The House of Representatives has mandated its Committee on Power, to investigate the causes of the reoccurring national grid collapse in the country.
This followed the adoption of a motion of urgent public importance by Rep. Sani Bala (APC-Kano) at plenary on Tuesday in Abuja.
Presenting the motion, Bala said that the national grid has witnessed reoccurring collapse lately especially when there were system disturbances along the transmission lines connecting a number of generating stations.
He said since the 2013 when the power sector was privatised, the country had witnessed over a 100 national grid collapse.
He said that in 2022 the national grid had collapsed seven times more than the three times recorded in 2021 causing national power outages with enormous socio-economic implications.
He also expressed concern that the latest in the series of power failures had been adjudged among the worst in the country.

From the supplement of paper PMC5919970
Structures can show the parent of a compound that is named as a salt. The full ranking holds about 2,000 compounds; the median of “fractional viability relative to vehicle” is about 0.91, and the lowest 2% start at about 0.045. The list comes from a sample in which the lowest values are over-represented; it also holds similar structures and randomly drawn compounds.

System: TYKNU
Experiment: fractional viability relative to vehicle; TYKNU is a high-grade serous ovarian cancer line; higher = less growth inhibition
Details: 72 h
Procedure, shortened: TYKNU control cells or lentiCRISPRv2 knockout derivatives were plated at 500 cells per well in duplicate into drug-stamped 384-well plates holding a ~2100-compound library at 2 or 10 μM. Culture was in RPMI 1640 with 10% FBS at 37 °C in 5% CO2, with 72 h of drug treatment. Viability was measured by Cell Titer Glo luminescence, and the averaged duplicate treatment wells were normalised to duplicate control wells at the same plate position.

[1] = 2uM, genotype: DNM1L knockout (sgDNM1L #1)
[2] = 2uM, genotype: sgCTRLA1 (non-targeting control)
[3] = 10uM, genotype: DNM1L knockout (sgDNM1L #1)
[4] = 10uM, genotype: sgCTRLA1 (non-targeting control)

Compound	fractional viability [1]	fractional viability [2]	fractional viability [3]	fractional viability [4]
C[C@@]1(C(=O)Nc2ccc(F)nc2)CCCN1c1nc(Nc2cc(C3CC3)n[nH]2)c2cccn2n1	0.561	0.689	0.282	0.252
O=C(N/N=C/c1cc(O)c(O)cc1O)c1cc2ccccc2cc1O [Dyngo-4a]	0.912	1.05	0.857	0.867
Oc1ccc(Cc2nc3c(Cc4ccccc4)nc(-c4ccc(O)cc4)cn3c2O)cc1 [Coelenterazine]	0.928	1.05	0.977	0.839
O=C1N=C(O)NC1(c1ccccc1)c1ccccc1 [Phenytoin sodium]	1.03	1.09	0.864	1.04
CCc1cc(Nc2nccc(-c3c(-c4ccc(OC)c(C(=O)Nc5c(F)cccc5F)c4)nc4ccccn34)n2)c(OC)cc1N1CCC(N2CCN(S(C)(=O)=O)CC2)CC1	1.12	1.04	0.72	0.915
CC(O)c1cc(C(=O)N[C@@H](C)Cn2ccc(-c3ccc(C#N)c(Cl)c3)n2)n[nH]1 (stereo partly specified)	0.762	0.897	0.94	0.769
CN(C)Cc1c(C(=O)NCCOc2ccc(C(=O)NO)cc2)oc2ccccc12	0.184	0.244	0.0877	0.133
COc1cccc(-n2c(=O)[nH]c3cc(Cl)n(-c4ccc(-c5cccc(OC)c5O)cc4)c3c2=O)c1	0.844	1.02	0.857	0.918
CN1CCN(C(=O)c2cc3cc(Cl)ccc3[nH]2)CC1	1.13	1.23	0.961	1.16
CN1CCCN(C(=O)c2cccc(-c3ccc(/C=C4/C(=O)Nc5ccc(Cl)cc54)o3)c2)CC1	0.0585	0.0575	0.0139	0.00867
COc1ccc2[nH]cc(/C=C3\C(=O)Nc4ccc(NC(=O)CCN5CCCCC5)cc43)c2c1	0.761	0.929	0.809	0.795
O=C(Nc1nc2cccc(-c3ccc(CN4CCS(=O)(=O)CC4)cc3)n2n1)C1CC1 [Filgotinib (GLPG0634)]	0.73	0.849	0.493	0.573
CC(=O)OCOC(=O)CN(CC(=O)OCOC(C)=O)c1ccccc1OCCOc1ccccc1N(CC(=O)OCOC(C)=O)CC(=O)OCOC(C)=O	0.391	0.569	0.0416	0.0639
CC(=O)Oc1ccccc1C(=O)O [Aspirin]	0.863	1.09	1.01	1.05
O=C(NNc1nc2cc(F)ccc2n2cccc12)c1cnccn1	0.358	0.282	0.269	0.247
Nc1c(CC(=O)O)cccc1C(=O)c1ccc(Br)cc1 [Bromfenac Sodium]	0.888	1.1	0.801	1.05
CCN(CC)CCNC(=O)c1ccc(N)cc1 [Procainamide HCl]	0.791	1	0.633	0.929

This according to him, indicated that there was no framework or spinning reserve meant to forestall such occurrences.
The lawmaker said it was incomprehensible that all the key power plants in the country, including Egbin, Utorogu, Chevron Oredo, Oben gas-fired power plants, Ughelli and Chevron Escravos power plants could all shut down at once.
He said the issue of system collapsed might not be unconnected with the Transmission Company of Nigeria ( TCN) lack of wheeling capacity, inadequate transmission lines and spinning reserves.
Others, he said included refusal to fast-track construction of digital control centres instead of the company’s current analog system.
Bala said available statistics from research showed that if the power generation was adequately wheeled and transmitted for distribution to consumers, there would be a 30 per cent reduction in the cost of generating power.
He said that this would lead to a corresponding reduction in the prices of utilities in the electricity supply industry.
The House, therefore, urged its Committee on Power to investigate the TCN’s capacity to address the ugly trend.
The House said that this was to forestall future occurrences and protect the country’s already fragile socio-economic environment.